February 22, 2014 1 Photo

  • Ike Adams Even Scrooge would enjoy library mystery

    Saturday afternoons and evenings are usually down time for Loretta and me.
    We simply don’t get out much after we’ve used up the movie gift certificates the kids gave us for Christmas. That means we mostly go to the movies to avoid guilt trips because our kids do work hard for their money.

    February 20, 2014 1 Photo

AP Video
Captain of Sunken SKorean Ferry Arrested Raw: Fire Destroys 3 N.J. Beachfront Homes Raw: Pope Presides Over Good Friday Mass Raw: Space X Launches to Space Station Superheroes Descend on Capitol Mall Man Charged in Kansas City Highway Shootings Obama Awards Navy Football Trophy Anti-semitic Leaflets Posted in Eastern Ukraine Raw: Magnitude-7.2 Earthquake Shakes Mexico City Ceremony at MIT Remembers One of Boston's Finest Raw: Students Hurt in Colo. School Bus Crash Raw: Church Tries for Record With Chalk Jesus Raw: Faithful Celebrate Good Friday Worldwide Deadly Avalanche Sweeps Slopes of Mount Everest Police Arrest Suspect in Highway Shootings Drought Concerns May Hurt Lake Tourism Vermont Goat Meat Gives Refugees Taste of Home Calif. Investigators Re-construct Fatal Bus Cras Mayor Rob Ford Launches Re-election Campaign Appellate Court Hears Okla. Gay Marriage Case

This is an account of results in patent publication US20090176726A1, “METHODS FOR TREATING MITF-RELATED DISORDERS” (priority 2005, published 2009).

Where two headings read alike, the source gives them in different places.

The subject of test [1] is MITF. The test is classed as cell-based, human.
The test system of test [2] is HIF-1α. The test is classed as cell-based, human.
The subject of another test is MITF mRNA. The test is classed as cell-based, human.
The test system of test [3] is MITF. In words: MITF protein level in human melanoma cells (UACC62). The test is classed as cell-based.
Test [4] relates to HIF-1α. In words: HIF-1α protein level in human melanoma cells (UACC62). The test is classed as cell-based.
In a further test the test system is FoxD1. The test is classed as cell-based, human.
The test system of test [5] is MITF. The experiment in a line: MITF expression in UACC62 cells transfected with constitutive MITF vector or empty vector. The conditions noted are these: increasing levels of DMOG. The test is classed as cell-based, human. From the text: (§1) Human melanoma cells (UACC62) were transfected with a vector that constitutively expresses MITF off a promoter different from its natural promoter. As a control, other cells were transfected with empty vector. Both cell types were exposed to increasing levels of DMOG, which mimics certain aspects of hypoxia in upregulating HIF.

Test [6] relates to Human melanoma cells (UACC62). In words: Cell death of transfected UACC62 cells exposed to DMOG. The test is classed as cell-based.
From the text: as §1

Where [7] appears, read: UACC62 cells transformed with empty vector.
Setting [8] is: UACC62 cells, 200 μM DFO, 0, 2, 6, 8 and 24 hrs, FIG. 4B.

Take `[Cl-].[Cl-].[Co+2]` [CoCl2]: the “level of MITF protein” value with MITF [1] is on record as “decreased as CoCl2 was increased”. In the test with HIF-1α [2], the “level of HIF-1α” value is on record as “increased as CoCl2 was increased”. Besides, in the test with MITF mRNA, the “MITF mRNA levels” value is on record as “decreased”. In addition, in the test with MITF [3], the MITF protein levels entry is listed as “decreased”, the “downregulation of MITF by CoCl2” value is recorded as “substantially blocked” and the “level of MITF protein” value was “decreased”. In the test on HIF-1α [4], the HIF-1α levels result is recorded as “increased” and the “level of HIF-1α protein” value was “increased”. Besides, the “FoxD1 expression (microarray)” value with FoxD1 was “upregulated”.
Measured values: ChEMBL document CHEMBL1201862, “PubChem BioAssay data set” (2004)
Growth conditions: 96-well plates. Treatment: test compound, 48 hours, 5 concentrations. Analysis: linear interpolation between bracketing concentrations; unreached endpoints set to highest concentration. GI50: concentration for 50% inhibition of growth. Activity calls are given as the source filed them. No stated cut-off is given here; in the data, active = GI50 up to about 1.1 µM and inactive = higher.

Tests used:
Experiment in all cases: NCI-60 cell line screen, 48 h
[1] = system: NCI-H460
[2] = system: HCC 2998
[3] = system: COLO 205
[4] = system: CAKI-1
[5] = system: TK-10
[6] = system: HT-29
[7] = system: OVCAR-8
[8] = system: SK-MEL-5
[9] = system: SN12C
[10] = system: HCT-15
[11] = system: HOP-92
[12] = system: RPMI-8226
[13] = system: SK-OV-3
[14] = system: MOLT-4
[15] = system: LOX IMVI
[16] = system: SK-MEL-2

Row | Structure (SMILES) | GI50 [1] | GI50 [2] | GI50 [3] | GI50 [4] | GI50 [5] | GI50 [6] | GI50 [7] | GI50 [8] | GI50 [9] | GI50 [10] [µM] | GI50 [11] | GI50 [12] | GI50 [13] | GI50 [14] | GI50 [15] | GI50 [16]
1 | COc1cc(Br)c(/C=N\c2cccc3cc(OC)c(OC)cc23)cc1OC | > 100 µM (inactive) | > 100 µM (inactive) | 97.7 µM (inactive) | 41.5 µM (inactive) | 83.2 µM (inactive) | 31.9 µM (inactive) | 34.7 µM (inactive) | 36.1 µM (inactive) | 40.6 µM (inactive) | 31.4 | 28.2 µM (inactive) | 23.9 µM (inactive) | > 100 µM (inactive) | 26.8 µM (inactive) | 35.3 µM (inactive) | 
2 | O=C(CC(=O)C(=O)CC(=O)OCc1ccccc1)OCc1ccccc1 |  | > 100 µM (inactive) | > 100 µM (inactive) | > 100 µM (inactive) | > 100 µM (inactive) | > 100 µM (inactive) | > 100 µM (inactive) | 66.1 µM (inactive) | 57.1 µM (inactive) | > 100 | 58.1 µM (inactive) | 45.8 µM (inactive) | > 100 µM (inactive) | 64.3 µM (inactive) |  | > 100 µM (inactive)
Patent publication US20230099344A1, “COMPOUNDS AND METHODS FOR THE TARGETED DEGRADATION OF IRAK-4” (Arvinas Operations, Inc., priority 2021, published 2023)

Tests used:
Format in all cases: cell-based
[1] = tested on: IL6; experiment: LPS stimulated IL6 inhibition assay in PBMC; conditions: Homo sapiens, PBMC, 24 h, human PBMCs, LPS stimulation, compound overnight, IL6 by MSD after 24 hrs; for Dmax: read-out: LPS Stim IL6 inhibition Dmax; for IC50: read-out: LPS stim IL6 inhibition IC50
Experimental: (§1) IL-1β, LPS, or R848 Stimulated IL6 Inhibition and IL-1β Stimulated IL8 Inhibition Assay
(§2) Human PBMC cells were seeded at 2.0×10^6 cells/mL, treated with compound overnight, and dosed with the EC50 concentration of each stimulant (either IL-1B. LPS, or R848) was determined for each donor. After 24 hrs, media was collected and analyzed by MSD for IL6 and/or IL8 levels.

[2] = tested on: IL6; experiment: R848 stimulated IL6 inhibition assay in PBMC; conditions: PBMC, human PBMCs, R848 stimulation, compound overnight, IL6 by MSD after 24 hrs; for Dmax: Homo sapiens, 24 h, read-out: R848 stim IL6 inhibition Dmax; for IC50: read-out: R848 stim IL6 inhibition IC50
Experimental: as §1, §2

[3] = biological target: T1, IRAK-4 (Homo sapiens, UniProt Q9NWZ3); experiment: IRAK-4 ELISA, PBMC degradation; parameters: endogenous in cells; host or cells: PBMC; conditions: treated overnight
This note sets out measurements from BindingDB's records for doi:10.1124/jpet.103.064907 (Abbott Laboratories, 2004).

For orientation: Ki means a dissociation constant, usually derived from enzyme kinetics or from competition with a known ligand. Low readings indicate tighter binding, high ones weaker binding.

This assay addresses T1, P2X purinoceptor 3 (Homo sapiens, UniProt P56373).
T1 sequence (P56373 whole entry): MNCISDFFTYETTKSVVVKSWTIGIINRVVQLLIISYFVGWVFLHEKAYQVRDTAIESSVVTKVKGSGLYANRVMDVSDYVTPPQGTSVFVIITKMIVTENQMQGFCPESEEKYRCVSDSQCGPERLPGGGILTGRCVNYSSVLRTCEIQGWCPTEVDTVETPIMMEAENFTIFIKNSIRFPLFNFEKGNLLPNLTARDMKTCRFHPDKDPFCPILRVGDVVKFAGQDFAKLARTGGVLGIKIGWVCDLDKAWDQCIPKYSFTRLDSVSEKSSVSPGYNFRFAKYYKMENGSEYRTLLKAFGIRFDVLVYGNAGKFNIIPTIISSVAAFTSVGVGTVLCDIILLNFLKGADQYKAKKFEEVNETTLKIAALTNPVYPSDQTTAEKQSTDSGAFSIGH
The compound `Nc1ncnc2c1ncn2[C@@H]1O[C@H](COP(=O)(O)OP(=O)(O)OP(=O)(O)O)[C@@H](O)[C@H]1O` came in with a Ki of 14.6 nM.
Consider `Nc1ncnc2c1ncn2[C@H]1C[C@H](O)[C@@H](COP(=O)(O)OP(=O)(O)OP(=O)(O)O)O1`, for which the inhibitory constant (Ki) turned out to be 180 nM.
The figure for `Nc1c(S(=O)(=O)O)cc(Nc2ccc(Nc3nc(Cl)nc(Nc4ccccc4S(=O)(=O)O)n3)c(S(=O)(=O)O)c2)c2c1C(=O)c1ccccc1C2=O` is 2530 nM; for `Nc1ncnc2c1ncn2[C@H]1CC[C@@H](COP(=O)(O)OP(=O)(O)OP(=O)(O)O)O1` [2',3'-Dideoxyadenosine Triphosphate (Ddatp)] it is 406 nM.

Hyperlocal Search
Premier Guide
Find a business

Walking Fingers
Maps, Menus, Store hours, Coupons, and more...
Premier Guide

Should the Richmond City Commission stop rezoning property to allow construction of apartments?

     View Results